Player allowed to sign wine bottles

Former Masters champion Gary Player will be at Vineyard Wine Market on Saturday to sign bottles of his Muirfield 1959 label.

It took the intervention of a state representative, but former Masters champion Gary Player will be allowed to sign bottles of wine at an Evans wine store Saturday.

 

The event, scheduled for 3 to 5 p.m., was nearly canceled after state revenue agents said it would have violated regulations.

Vineyard Wine Market owner Roger Strohl said Wednesday that he was given clearance by the Alcohol and Tobacco Tax Division of the Georgia Department of Revenue to go ahead with the event.

Player, who owns a vineyard, will sign bottles of his Muirfield 1959 label at the store -- located in Suite 2 at 4414 Evans to Locks Road.

Strohl said an agent with the Alcohol and Tobacco Tax Division's regional office in Martinez contacted him last week and cited four regulations that might prevent Player's autograph session: manufacturers can't have direct contact with retailers, all of the state's alcohol sellers should have been extended the same offer by Player, the event would encourage public consumption of alcohol and Strohl should have been charged a fee by Player to sign autographs at the store.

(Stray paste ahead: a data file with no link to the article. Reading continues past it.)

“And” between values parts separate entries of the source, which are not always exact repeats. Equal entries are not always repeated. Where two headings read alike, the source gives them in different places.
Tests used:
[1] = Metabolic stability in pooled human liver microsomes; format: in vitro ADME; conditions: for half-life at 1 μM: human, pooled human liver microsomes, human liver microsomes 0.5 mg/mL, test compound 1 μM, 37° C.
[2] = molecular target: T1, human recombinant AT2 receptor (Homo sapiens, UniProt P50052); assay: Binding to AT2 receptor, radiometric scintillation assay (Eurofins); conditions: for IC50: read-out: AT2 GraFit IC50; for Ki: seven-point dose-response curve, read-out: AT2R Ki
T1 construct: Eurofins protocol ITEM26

"This is crazy," Strohl said. "If you had 10 (accountants) out there to do your taxes, there would be 10 different ways to do them. I think there's also 10 different ways to read these laws."

On Monday, revenue department Tax Policy Analyst Reg Lansberry gave his own interpretation, saying the only regulatory violation he could see might involve Player's legal authorization to contact Strohl for Saturday's event.

According to the regulation cited by Lansberry, representatives of manufacturers must be authorized by the state to contact retailers to conduct business. To be a representative, a person must complete and file -- under oath -- an application for a $10 permit from the state tax commissioner.

State Rep. Ben Harbin said he was contacted by Strohl on Friday and intervened on his behalf with the revenue department.

Harbin called it an oversight that wasn't "a big deal."

"The department was right in that he didn't have everything he needed, but it's such a gray area," Harbin said. "It should all work out fine, and I hope that Saturday's event is a great event."

Strohl said state revenue agents worked with him to complete the paperwork in time.